Dame Angela Lansbury

  1. Donna Reed, The Picture of Dorian Gray, 1945.     Brand new to Hollywood, Angelatested for the first English roles she heard about. Director George Cukor thought her too young for Gaslight, 1943.But she got it, an immediate Oscar nomination, a seven-year MGM pact, a better Dorian Gray role than she’d tested for – and another Oscar nod. Fairytale start for the war-time evacuee and grand-daughter of the 1930s’ British Labour Party leader George Lansbury.   Gossip wretch Hedda Hopper called her “an English refugee girl… [with] great promise as an actress.” She wuz right! I happen to be  writing this a few days after Lansbury won her first Olivier Award in London as Best Supporting Actress of 2014.  At age 89.
  2. Linda Darnell, Forever Amber, 1947.     “I flunked the bosom test!”
  3. Janet Leigh, If Winter Comes, 1947.      At 22, Lansbury wanted to be the trouble waif called Effie. No, ordered MGM, you will be Walter Pidgeon’s wife – a total  shrew. Lansbury got the message. Hollywood superstardom was not for her. Well, hello Broadway!
  4. June Allyson, The Three Musketeers, 1948.    Not happy playing Constance Bonacieux and wanting to be Milady de Winter (reserved for Lana Turner), Angela was promoted to Queen Anne. 
  5. Marilyn Monroe, All About Eve, 1950.
  6. Audrey Hepburn, Roman Holiday, 1952.   Frank Capra (and George Stevens) wanted Liz Taylor, William Wyler liked Suzanne Cloutier (the future Mrs Peter Ustinov) for the runaway Princess Ann.   A further 28 actresses were seen, the good, bad and risible – like the current sex-bombs Yvonne De Carlo Diana Dors, Gina Lollobrigida, Sylvana Mangano, Shelley Winters.  Apart from, perhaps, Vanessa Brown, Mona Freeman and Wanda Hendrix (even though  her real name as Dixie), the Hollywood hopefuls  – singer Rosemary Clooney (George’s aunt), Jeanne Crain, Nina Foch, Janet Leigh, Joan Leslie, June Lockhart, Dorothy Malone, Patricia Neal, Barbara Rush – were soon discarded, lacking the stature of Euro-royalty. Idem for the Euros – Swedish Bibi Andersson, and the French Capucine, Leslie Caron, JeanneMoreau. Which left several perfect Brits Claire Bloom, Joan Collins, Glynis Johns, Kay Kendall, Deborah Kerr, Angela Lansbury, Moira Shearer, and, of course, Audrey, … soon gracing the Time cover, hailed by the New York Times as a “slender, elfin and wistful beauty, alternately regal and childlike” with, added Variety, a “delightful affectation in voice and delivery, controlled just enough to have charm and serve as a trademark,”(And, Indeed, it did for evermore).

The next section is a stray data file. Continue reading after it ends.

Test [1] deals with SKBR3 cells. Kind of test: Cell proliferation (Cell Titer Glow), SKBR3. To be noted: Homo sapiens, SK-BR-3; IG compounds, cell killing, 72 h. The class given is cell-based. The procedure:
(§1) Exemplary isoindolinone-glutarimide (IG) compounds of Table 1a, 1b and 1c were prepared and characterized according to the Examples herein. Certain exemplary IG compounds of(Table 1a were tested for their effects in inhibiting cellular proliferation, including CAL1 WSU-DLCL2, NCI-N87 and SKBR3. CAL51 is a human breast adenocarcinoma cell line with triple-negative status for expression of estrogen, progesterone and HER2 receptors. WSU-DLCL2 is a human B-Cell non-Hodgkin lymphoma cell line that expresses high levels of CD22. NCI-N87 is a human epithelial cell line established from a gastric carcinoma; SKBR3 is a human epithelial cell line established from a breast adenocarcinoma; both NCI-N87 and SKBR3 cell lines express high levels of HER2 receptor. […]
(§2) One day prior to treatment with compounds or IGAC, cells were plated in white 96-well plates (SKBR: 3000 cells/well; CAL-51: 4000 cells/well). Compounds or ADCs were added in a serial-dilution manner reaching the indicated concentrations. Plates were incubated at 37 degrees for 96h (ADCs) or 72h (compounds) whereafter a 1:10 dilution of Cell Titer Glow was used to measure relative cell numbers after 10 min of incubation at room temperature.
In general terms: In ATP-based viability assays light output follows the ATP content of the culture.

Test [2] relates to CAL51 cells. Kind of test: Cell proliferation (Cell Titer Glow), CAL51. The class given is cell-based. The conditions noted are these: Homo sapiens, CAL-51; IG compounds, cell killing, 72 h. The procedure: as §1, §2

7. Elsa Lanchester, Androcles and Lion, 1951.      During the bizarre casting during three years of George Bernard Shaw playlet – everyone from the sublime Chaplin (and Harpo Marx) to the ridiculous Eddie Bracken was imagined for the lead! GBS’s favourite UK producer-director Gabriel Pascal first wanted Lansbury as Megera.
  8. Mercedes McCambridge, Giant, 1955.
  9. Julie Andrews, Mary Poppins, 1963.     During the 20 years of trying to persuade UK author PL Travers to let him keep his promise to his daughters and film her supercalifragilisticexpialidocious book,  Uncle  Walt Disney first saw Mary as being  older.  Such as  Angela, Bette Davis (both made later Disney films) or Broadway’s  Mary Martin.  Then, Disney saw Julie singing her Camelot  songs on TV’s Ed Sullivan Show. And signed her for his finest hour –  eight Oscars! Lansbury  went on to work with the Poppins’ employer, David Tomlinson, in another Disney hit: Bedknobs and Broomsticks, 1971. 
  10. Coral Browne, The Killing of Sister George, 1968.     From Disney to kissing Susannah York’s naked breasts for director Robert Aldrich… I don’t think so! Much less her next offer…

  11. Raquel Welch, Myra Breckinridge, 1969.   Distinguished stage-screen producer (Sweet Charity, The Boston Strangler) Robert Fryer was behind Fox snapping up his friend Gore Vidal’s scandalous satire for unprecedented $900,000. Fryer was far from happy to be saddled with a British pop singer as his director – Vidal immediately quit as co-producer.  For the transgender Myron, Fryer wanted Angela, Anne Bancroft, Audrey Hepburn, Vanessa Redgrave or Elizabeth Taylor. Fox said contract player Welch was  cheaper at $125,000. She was ready for the challenge of playing both roles. But film critic Rex Reed was Myron in the enormous flop.   Hearing that Sarne was reduced to being a pizzeria waiter, Vidal said it proved “that God exists and there is such a thing as Divine Symmetry.”
  12. Maggie Smith, Love And Pain and the Whole Damn Thing, 1972.     Director Alan J Pakula was looking for backers. A suit from Cinema Center, the new movie affiliate of CBS, told him: “We’ll finance…if you do it with Angela Lansbury.” This was after Disney’s Bedknobs and Broomsticks, 1971, and a dozen years before her TV series, Murder She Wrote, ran from 1984-1996 on… CBS). Hmm,Pakula pondered, but held his original thought.
  13. Louise Fletcher, One Flew Over The Cuckoo’s Nest, 1974.
  14. Joan Plowright, Tea With Mussolini, 1999.     First choice of Italian stage-screen director Franco Zeffirelli for one of the three British expat eccentrics who become the protagonist’s adoptive aunts – based upon the childhood chapter of the maestro’s autobiography.
  15. Tilda Swinton, The Grand Budapest Hotel, 2013.    Driving Miss Daisy on-stage got in the way of the tiny cameo of the rich, Zubrowkan dowager Madame D, 84 and… dead.
  16. James Corden, Into The Woods, 2013.  



 Birth year: 1925Death year: 2022Other name: Casting Calls:  16